7 doctors weighed in:

Can hypertrophic cardiomyopathy reverse itself in children?

7 doctors weighed in
Dr. Steven Neish
Pediatrics - Cardiology
3 doctors agree

In brief: No

Hypertrophic cardiomyopathy is a disease caused by an abnormal gene, typically in one of the genes that codes for the contractile proteins of the heart.
At the current time, there are no therapies that can make abnormal genes "reverse" and become normal. Having said that, there are best practices for hcm, even in childhood and best care can result in prolonged life and good long-term outcomes.

In brief: No

Hypertrophic cardiomyopathy is a disease caused by an abnormal gene, typically in one of the genes that codes for the contractile proteins of the heart.
At the current time, there are no therapies that can make abnormal genes "reverse" and become normal. Having said that, there are best practices for hcm, even in childhood and best care can result in prolonged life and good long-term outcomes.
Dr. Steven Neish
Dr. Steven Neish
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Dr. Barton Cook
Pediatrics - Cardiology
2 doctors agree

In brief: Not a cure

The symptoms and thickening of the heart muscle can improve with treatment.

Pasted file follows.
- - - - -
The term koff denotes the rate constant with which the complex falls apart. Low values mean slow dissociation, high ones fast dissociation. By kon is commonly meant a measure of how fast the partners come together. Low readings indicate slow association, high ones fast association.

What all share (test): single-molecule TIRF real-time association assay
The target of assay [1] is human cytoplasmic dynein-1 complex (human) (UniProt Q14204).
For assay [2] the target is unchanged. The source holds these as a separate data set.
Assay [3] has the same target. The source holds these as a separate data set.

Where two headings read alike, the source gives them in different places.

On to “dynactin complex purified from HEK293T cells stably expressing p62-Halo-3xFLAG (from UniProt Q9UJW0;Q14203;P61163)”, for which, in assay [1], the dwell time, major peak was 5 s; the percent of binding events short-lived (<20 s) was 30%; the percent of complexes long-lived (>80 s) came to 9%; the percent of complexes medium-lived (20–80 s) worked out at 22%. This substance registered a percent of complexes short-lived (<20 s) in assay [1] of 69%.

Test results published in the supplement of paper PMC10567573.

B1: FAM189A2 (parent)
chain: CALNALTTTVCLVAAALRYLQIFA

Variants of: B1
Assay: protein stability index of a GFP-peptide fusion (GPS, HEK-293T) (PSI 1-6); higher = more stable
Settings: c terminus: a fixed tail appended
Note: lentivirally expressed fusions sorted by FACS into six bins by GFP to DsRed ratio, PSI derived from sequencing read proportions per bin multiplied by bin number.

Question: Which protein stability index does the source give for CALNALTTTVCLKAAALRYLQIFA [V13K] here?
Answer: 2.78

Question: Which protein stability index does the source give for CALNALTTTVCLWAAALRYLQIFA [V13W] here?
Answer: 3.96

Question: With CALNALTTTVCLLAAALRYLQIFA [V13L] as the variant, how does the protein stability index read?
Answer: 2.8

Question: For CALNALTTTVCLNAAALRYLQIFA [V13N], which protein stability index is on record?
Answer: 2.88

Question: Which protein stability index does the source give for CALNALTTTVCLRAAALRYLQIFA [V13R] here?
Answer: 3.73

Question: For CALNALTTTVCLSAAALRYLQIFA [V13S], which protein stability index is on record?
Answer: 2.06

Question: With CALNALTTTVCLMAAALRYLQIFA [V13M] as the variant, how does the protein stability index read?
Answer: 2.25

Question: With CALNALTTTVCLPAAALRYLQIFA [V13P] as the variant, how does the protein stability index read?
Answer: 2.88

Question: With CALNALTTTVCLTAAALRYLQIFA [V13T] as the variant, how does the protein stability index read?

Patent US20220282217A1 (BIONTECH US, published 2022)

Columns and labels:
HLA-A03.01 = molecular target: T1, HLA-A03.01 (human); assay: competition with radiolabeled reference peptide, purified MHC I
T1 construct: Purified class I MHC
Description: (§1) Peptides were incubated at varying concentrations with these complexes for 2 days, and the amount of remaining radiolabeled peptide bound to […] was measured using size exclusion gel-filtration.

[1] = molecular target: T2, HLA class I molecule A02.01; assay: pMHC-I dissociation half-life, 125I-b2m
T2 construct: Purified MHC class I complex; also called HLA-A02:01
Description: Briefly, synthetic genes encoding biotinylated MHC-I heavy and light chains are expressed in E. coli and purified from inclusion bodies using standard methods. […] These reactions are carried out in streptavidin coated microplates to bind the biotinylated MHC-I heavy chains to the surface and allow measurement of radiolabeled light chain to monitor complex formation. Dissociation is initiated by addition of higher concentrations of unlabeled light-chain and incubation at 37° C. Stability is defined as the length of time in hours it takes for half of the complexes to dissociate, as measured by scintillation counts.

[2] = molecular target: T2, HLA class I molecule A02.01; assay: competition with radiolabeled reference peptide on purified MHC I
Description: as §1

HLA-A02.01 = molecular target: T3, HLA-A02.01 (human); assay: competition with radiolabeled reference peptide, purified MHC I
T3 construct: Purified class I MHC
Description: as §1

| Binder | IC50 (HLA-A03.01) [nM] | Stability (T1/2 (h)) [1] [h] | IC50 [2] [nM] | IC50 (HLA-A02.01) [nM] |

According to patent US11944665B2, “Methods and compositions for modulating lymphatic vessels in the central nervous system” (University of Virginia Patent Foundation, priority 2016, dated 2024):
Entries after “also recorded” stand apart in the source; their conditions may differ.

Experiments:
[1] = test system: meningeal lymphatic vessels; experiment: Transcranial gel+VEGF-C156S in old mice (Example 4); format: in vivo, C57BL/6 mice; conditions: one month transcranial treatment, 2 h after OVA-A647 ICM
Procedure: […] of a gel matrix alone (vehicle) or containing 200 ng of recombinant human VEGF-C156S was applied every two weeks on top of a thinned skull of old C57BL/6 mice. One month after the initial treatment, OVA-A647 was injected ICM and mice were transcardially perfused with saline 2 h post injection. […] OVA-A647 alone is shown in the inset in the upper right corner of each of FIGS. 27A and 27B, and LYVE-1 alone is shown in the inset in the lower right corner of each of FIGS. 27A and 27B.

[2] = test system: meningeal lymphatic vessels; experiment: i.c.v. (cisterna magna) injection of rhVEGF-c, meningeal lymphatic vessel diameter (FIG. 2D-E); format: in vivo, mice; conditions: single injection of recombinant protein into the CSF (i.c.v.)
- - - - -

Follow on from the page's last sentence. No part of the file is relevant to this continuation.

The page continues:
Abnormal rhythms can improve. In true hypertrophic cardiomyopathy the heart muscle cells are structurally abnormal, and remain so.

In brief: Not a cure

The symptoms and thickening of the heart muscle can improve with treatment.
Abnormal rhythms can improve. In true hypertrophic cardiomyopathy the heart muscle cells are structurally abnormal, and remain so.
Dr. Barton Cook
Dr. Barton Cook
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Dr. Cornelia Franz
Pediatrics

In brief: Maybe

Everyday people have illnesses that were thought terminal or untreatable reverse.
So why not cardiomyopathy in a child. This is a big answer to your question and a lot of information is needed...Like how bad is it? Is it bad enough to be on a transplant list? What caused it? Etc. Or if it is already reversing, you have your answer. I am not advising to abandon medical care...

In brief: Maybe

Everyday people have illnesses that were thought terminal or untreatable reverse.
So why not cardiomyopathy in a child. This is a big answer to your question and a lot of information is needed...Like how bad is it? Is it bad enough to be on a transplant list? What caused it? Etc. Or if it is already reversing, you have your answer. I am not advising to abandon medical care...
Dr. Cornelia Franz
Dr. Cornelia Franz
Thank
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